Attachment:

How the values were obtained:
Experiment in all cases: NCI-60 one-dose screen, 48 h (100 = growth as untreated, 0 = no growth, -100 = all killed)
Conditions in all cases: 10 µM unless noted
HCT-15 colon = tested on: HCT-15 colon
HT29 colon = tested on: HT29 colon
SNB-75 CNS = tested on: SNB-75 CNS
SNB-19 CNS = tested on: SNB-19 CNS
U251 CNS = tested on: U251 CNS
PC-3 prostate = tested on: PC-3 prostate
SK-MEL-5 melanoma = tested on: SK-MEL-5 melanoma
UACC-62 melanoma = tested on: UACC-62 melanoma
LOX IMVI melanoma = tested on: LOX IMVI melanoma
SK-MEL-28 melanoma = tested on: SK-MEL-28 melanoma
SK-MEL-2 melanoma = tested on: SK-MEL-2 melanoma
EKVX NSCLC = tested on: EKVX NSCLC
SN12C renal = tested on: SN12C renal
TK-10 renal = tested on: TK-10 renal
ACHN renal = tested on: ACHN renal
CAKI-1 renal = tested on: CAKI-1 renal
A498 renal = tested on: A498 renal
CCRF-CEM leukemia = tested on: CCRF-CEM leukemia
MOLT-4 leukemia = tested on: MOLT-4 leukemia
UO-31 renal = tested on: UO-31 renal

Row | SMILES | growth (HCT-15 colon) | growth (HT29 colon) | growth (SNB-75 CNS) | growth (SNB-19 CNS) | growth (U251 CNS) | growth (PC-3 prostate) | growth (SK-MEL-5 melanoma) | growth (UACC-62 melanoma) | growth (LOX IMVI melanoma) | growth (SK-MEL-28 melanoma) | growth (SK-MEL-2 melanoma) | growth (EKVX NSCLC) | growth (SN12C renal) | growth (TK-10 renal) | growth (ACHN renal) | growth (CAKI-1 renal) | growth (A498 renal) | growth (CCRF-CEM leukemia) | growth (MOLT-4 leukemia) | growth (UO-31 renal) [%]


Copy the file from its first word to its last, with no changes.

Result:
How the values were obtained:
Experiment in all cases: NCI-60 one-dose screen, 48 h (100 = growth as untreated, 0 = no growth, -100 = all killed)
Conditions in all cases: 10 µM unless noted
HCT-15 colon = tested on: HCT-15 colon
HT29 colon = tested on: HT29 colon
SNB-75 CNS = tested on: SNB-75 CNS
SNB-19 CNS = tested on: SNB-19 CNS
U251 CNS = tested on: U251 CNS
PC-3 prostate = tested on: PC-3 prostate
SK-MEL-5 melanoma = tested on: SK-MEL-5 melanoma
UACC-62 melanoma = tested on: UACC-62 melanoma
LOX IMVI melanoma = tested on: LOX IMVI melanoma
SK-MEL-28 melanoma = tested on: SK-MEL-28 melanoma
SK-MEL-2 melanoma = tested on: SK-MEL-2 melanoma
EKVX NSCLC = tested on: EKVX NSCLC
SN12C renal = tested on: SN12C renal
TK-10 renal = tested on: TK-10 renal
ACHN renal = tested on: ACHN renal
CAKI-1 renal = tested on: CAKI-1 renal
A498 renal = tested on: A498 renal
CCRF-CEM leukemia = tested on: CCRF-CEM leukemia
MOLT-4 leukemia = tested on: MOLT-4 leukemia
UO-31 renal = tested on: UO-31 renal

Row | SMILES | growth (HCT-15 colon) | growth (HT29 colon) | growth (SNB-75 CNS) | growth (SNB-19 CNS) | growth (U251 CNS) | growth (PC-3 prostate) | growth (SK-MEL-5 melanoma) | growth (UACC-62 melanoma) | growth (LOX IMVI melanoma) | growth (SK-MEL-28 melanoma) | growth (SK-MEL-2 melanoma) | growth (EKVX NSCLC) | growth (SN12C renal) | growth (TK-10 renal) | growth (ACHN renal) | growth (CAKI-1 renal) | growth (A498 renal) | growth (CCRF-CEM leukemia) | growth (MOLT-4 leukemia) | growth (UO-31 renal) [%]